There are films that make you cry with happiness, some that make you cry with joy – but when seeing Mrs Harris Goes to Paris I cried from the rich visual beauty of an imagined look in to Dior’s 1950’s workroom.
When it feels like every film nowadays is a reimagining of a superhero comic, dripping with rage and lashings of machine gun fire – Mrs Harris Goes to Paris feels a bit frivolous and out of place, but I can assure you that it is a fresh breath of rose scented air.
Lesley Manville stars as the titular ‘past middle age’ housekeeper Ada Harris and her performance can be described as somewhat cliché and in some respects does not live up to her previous award winning roles, or even her most notable appearance recently as Princess Margaret in The Crown.
She is supported by a star studded cast of Isabelle Huppert, Jason Isaacs, Lambert Wilson, Alba Baptista and Lucas Bravo. Baptista particularly stands out from the cast as she gives a rich and believable performance as the Hepburn lookalike head model of Dior.
Manville does however seemingly reach out to pluck at the audience’s heartstrings as she portrays hardworking war widow and cleaner, who saves up to travel to Paris to buy her dream couture gown directly from Dior’s atelier in Paris, for a whopping 500 pounds. Here she is swept up in various side narratives – from young love, to explorations of Satre, love of her own and even a small taste of working class revolution. It manages to touch on almost every French cliché – keen eyed viewers may also spot the odd baguette or two.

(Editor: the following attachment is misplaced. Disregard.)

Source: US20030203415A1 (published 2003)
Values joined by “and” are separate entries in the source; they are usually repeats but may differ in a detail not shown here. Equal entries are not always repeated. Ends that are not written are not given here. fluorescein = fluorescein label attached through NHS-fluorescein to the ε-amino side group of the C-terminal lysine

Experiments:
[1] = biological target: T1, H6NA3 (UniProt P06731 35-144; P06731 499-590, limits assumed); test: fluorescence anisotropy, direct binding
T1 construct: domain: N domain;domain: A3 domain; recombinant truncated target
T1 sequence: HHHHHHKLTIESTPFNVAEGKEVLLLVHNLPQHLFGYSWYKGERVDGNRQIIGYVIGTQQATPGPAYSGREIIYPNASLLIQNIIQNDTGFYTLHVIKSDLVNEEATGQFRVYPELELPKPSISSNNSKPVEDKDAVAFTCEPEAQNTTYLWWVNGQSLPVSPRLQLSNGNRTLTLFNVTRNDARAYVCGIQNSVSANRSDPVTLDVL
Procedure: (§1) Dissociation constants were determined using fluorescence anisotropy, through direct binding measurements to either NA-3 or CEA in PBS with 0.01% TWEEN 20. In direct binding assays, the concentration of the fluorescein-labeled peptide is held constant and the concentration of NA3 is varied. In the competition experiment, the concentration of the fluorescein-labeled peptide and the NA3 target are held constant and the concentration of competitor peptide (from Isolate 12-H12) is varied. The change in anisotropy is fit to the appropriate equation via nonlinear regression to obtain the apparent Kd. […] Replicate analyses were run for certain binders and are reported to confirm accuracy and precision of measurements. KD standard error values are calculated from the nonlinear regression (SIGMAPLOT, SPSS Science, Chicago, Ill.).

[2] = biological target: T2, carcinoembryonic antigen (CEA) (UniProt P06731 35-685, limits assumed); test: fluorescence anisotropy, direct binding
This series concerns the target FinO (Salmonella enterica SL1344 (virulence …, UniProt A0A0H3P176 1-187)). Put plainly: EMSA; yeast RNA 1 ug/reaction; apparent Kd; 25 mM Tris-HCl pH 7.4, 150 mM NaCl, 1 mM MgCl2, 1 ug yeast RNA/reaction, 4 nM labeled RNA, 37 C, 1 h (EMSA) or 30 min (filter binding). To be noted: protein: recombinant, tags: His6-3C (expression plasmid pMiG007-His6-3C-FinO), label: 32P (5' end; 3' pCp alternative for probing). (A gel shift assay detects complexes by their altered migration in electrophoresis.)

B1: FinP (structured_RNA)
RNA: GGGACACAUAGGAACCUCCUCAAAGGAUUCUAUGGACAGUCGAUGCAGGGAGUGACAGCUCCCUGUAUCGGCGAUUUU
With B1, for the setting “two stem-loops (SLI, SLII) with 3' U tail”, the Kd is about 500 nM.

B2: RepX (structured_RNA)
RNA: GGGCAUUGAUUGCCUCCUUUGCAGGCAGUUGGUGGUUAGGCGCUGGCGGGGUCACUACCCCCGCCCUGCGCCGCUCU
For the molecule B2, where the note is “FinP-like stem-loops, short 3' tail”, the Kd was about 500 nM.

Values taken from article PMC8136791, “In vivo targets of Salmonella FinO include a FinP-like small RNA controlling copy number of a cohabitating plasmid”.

There are some clear detractors in this film. The dramatised difference between the world of Haute Couture and and stark reality of Ada’s bitter life in Battersea leads to what feels like both a glorification of the ‘simple’ life of the ‘poor working folk’, and a glossy travel ad for the high life of 50s Paris.
However, this reviewer believes that a film like this one is something the world needs right now: a hero who is not fueled by rage or pain, but someone who is just looking to follow her dream and bring a bit of beauty into their world. Moreover someone who along the way seeks to help everyone – in any way they can – even at their own cost. If you go in thinking this is just a silly film about a dress, that is all you will get, but if you sit down in your seat and open your heart to the metaphors of the film, you might just be able to look beyond the tulle and the lace, and find a bit of your own courage from Mrs Harris. (9/10)